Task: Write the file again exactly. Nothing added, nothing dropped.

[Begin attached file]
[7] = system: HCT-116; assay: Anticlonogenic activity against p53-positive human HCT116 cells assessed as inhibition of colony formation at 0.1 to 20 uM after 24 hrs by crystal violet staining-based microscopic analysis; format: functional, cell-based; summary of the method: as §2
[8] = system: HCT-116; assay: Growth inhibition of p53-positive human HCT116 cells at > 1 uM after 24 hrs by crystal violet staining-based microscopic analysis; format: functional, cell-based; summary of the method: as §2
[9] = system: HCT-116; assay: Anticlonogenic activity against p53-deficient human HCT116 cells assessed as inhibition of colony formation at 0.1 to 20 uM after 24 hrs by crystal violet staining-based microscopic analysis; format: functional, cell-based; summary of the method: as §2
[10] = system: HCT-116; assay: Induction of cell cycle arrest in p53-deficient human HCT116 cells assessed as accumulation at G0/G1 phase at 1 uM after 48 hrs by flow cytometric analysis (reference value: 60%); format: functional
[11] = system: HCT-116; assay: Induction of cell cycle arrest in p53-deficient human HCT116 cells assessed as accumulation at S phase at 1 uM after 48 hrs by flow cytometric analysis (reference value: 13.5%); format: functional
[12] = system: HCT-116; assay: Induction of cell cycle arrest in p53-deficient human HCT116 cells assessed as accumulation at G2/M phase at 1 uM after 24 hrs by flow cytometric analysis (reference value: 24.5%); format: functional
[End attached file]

[7] = system: HCT-116; assay: Anticlonogenic activity against p53-positive human HCT116 cells assessed as inhibition of colony formation at 0.1 to 20 uM after 24 hrs by crystal violet staining-based microscopic analysis; format: functional, cell-based; summary of the method: as §2
[8] = system: HCT-116; assay: Growth inhibition of p53-positive human HCT116 cells at > 1 uM after 24 hrs by crystal violet staining-based microscopic analysis; format: functional, cell-based; summary of the method: as §2
[9] = system: HCT-116; assay: Anticlonogenic activity against p53-deficient human HCT116 cells assessed as inhibition of colony formation at 0.1 to 20 uM after 24 hrs by crystal violet staining-based microscopic analysis; format: functional, cell-based; summary of the method: as §2
[10] = system: HCT-116; assay: Induction of cell cycle arrest in p53-deficient human HCT116 cells assessed as accumulation at G0/G1 phase at 1 uM after 48 hrs by flow cytometric analysis (reference value: 60%); format: functional
[11] = system: HCT-116; assay: Induction of cell cycle arrest in p53-deficient human HCT116 cells assessed as accumulation at S phase at 1 uM after 48 hrs by flow cytometric analysis (reference value: 13.5%); format: functional
[12] = system: HCT-116; assay: Induction of cell cycle arrest in p53-deficient human HCT116 cells assessed as accumulation at G2/M phase at 1 uM after 24 hrs by flow cytometric analysis (reference value: 24.5%); format: functional